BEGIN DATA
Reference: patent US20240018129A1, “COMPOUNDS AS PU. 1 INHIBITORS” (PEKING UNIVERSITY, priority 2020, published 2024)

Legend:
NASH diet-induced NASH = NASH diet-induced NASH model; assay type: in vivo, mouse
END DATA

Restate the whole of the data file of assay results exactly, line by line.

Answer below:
Reference: patent US20240018129A1, “COMPOUNDS AS PU. 1 INHIBITORS” (PEKING UNIVERSITY, priority 2020, published 2024)

Legend:
NASH diet-induced NASH = NASH diet-induced NASH model; assay type: in vivo, mouse